“The Farmers Are Coming!” Protesters March to Parliament

MEC Meyer says farmers are living in fear | By Ashraf Hendricks

About 300 farmers and supporters gathered outside Parliament on Sunday morning to protest against farm murders and farm fires. Holding white crosses, a group marched to Parliament chanting “die boere kom! (the farmers are coming!)” while others arrived on motorcycles and their vehicles. In July a similar protest took place.

About 300 farmers and supporters gathered outside Parliament to protest against farm attacks. Photo: Ashraf Hendricks
About 300 farmers and supporters gathered outside Parliament to protest against farm attacks. Photo: Ashraf Hendricks

“The farmers are the reason why we have bread and butter. Why we have food. Why we have meat. They are the heart and soul of the country,” said Justin Taylor, a supporter who arrived on a motorbike. He said he was there to make a stand against farm murders. Taylor said more policing and patrolling were needed. The government was focusing on gangsterism and train sabotage but “we haven’t seen any law enforcement acts in the farmland”, he said.

According to AfriForum, there were an estimated 57 farm murders in 2019.

“Farmers are living in fear in our country,” said Ivan Meyer, Western Cape MEC for Agriculture. Speaking to the crowd, he said agriculture played a significant role in South Africa’s economy, and “an attack on a farmer or a farm worker is an attack on the economy of South Africa”. Meyer said President Cyril Ramaphosa should be concerned about farm attacks “because a farm murder in South Africa compromises food security and political stability on the African continent”.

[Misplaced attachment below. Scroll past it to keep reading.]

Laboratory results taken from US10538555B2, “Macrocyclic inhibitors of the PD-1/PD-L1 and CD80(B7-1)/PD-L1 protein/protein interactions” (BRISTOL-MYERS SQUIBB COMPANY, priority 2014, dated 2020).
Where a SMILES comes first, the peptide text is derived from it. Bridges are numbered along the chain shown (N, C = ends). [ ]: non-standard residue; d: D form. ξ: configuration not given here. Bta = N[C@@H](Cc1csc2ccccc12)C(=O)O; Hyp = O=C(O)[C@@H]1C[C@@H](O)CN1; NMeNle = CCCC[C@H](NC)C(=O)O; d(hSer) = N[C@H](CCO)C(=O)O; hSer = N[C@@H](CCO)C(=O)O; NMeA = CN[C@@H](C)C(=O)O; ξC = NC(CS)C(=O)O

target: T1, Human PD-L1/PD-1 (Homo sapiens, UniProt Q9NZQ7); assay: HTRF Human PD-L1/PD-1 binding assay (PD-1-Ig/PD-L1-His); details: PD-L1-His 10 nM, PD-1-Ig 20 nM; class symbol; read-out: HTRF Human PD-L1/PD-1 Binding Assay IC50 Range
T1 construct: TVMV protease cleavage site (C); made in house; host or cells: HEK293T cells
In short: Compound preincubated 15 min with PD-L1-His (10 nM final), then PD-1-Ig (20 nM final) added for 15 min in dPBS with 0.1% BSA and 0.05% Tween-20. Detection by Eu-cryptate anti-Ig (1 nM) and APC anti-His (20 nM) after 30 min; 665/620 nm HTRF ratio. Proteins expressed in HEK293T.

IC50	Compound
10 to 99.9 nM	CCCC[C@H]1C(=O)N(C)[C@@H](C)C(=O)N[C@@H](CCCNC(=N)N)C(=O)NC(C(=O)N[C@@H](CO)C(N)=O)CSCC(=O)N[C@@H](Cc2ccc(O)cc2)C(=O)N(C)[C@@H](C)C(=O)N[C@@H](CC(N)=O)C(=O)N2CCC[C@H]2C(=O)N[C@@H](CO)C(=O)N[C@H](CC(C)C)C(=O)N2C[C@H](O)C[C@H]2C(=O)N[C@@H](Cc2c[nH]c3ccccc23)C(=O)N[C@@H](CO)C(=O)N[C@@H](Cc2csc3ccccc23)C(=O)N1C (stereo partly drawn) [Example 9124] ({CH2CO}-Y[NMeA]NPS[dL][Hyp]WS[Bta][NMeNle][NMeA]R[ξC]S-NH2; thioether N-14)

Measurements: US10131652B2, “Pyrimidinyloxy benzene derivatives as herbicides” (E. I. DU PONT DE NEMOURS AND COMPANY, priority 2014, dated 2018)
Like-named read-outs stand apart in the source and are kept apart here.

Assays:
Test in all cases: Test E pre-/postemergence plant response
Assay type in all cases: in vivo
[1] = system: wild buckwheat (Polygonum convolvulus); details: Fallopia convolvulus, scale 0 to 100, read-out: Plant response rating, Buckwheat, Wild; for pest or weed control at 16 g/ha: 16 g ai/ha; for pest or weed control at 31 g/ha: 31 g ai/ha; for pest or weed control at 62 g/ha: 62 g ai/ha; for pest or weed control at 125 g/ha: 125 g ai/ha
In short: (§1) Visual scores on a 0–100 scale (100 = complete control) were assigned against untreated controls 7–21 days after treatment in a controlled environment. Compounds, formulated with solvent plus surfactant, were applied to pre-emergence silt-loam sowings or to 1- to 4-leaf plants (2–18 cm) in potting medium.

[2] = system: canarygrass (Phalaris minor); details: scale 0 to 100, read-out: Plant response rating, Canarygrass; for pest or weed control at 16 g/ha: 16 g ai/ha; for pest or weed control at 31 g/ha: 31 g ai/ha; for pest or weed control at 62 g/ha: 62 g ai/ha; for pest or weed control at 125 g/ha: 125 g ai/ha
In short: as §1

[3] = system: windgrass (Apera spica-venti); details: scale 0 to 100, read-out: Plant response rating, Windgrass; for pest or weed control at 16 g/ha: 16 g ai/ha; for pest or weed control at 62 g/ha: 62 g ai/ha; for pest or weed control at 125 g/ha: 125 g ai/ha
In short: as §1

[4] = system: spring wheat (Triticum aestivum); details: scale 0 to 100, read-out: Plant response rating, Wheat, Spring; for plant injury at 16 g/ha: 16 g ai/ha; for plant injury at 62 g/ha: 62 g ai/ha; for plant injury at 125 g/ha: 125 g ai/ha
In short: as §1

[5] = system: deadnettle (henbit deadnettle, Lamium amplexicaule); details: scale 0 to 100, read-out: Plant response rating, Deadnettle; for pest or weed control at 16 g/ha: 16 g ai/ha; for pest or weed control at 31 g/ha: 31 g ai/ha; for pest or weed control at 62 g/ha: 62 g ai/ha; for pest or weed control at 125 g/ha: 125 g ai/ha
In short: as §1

“Our hearts are bleeding,” he said. “Mr President, stop farm attacks in South Africa right now!”

Benjamin Botha said he was there to protest against farm murders, gender-based violence and gangsterism. Botha, who lives on a farm in the Northern Cape, said he personally had not been affected by crime, but his neighbours had. Photo: Ashraf Hendricks
Benjamin Botha said he was there to protest against farm murders, gender-based violence and gangsterism. Botha, who lives on a farm in the Northern Cape, said he personally had not been affected by crime, but his neighbours had. Photo: Ashraf Hendricks

Jannie Meyer, convener of the protest, said, “I want people to take us seriously. We are not here to fight. I want the President and all the heads of political parties to understand that we must unite, come together and solve this problem amicably”. He said he was not part of any organisation but he wanted the government to treat farm murders, farm fires and threats as “priority crimes”.

Published originally on GroundUp / © 2020 GroundUp